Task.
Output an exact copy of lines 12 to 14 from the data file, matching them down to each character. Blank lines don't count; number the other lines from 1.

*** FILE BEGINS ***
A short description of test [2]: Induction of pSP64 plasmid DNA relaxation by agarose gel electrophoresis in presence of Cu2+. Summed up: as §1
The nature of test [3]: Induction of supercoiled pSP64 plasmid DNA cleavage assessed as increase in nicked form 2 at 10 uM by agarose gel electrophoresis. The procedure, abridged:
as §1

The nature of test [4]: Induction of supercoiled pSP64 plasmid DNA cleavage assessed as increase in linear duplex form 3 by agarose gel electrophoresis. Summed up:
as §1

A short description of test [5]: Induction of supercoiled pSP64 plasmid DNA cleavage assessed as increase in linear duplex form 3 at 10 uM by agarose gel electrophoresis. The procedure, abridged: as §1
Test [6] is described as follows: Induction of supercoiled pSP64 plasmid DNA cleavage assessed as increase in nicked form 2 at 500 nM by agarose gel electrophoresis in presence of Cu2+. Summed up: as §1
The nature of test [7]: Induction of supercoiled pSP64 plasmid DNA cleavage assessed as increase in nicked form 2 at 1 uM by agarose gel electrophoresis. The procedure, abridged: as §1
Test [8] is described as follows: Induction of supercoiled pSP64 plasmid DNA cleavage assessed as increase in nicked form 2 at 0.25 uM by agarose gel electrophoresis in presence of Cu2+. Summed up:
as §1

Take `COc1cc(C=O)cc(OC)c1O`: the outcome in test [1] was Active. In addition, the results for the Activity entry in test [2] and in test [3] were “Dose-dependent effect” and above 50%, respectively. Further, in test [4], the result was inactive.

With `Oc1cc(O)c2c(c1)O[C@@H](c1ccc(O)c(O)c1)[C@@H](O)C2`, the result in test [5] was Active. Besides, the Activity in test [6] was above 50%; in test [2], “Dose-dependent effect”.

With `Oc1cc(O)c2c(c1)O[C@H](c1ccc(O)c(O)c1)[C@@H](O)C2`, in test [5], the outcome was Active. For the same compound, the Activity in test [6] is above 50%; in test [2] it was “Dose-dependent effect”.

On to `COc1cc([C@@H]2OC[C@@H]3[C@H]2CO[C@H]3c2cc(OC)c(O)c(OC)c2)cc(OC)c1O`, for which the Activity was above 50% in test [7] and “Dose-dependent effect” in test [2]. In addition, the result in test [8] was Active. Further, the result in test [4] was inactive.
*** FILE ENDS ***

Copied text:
With `Oc1cc(O)c2c(c1)O[C@@H](c1ccc(O)c(O)c1)[C@@H](O)C2`, the result in test [5] was Active. Besides, the Activity in test [6] was above 50%; in test [2], “Dose-dependent effect”.

With `Oc1cc(O)c2c(c1)O[C@H](c1ccc(O)c(O)c1)[C@@H](O)C2`, in test [5], the outcome was Active. For the same compound, the Activity in test [6] is above 50%; in test [2] it was “Dose-dependent effect”.

On to `COc1cc([C@@H]2OC[C@@H]3[C@H]2CO[C@H]3c2cc(OC)c(O)c(OC)c2)cc(OC)c1O`, for which the Activity was above 50% in test [7] and “Dose-dependent effect” in test [2]. In addition, the result in test [8] was Active. Further, the result in test [4] was inactive.